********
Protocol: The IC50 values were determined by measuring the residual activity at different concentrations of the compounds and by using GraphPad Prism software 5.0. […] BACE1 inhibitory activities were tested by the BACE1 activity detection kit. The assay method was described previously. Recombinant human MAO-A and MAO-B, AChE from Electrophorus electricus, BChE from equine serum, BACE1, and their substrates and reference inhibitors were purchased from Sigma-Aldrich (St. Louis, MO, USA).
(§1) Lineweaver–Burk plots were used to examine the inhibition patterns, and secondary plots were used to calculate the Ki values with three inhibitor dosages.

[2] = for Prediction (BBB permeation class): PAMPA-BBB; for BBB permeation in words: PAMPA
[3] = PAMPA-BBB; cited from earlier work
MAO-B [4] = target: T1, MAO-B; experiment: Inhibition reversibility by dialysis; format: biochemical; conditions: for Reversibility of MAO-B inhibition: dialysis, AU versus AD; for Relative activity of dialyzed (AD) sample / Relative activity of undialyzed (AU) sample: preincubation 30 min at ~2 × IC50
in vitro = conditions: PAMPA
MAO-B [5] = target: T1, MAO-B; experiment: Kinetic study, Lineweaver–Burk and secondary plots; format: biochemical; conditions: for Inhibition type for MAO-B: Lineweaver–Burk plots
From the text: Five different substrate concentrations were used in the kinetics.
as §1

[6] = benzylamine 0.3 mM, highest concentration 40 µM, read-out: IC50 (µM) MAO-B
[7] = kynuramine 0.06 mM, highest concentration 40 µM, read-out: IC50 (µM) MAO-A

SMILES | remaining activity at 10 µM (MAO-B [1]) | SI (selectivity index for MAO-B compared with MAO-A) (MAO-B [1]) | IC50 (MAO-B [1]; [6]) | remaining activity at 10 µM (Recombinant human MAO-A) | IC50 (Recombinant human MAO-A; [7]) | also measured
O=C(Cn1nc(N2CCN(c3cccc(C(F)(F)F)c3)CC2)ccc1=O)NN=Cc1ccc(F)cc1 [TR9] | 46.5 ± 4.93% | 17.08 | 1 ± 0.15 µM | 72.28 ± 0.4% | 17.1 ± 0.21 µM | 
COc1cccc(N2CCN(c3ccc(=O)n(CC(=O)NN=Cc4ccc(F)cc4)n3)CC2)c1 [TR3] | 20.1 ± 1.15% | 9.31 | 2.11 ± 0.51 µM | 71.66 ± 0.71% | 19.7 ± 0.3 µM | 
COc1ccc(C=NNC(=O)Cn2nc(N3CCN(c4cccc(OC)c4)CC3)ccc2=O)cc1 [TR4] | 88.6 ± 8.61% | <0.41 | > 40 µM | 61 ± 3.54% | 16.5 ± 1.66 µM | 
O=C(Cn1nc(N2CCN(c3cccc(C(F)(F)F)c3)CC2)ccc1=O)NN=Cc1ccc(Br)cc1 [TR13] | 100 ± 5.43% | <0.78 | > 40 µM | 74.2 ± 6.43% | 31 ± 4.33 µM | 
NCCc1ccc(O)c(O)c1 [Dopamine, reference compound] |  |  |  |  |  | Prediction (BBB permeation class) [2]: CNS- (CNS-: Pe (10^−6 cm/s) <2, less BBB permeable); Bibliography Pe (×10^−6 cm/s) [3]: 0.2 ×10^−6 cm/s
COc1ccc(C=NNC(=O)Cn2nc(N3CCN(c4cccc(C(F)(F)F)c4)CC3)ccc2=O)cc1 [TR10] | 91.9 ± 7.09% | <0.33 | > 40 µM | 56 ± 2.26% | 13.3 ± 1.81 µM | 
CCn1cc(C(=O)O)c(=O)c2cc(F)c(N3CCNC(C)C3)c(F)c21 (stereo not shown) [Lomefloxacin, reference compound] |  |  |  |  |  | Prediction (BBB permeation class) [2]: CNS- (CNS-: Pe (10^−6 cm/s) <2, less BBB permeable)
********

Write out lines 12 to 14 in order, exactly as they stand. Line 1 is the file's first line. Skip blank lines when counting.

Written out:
SMILES | remaining activity at 10 µM (MAO-B [1]) | SI (selectivity index for MAO-B compared with MAO-A) (MAO-B [1]) | IC50 (MAO-B [1]; [6]) | remaining activity at 10 µM (Recombinant human MAO-A) | IC50 (Recombinant human MAO-A; [7]) | also measured
O=C(Cn1nc(N2CCN(c3cccc(C(F)(F)F)c3)CC2)ccc1=O)NN=Cc1ccc(F)cc1 [TR9] | 46.5 ± 4.93% | 17.08 | 1 ± 0.15 µM | 72.28 ± 0.4% | 17.1 ± 0.21 µM | 
COc1cccc(N2CCN(c3ccc(=O)n(CC(=O)NN=Cc4ccc(F)cc4)n3)CC2)c1 [TR3] | 20.1 ± 1.15% | 9.31 | 2.11 ± 0.51 µM | 71.66 ± 0.71% | 19.7 ± 0.3 µM | 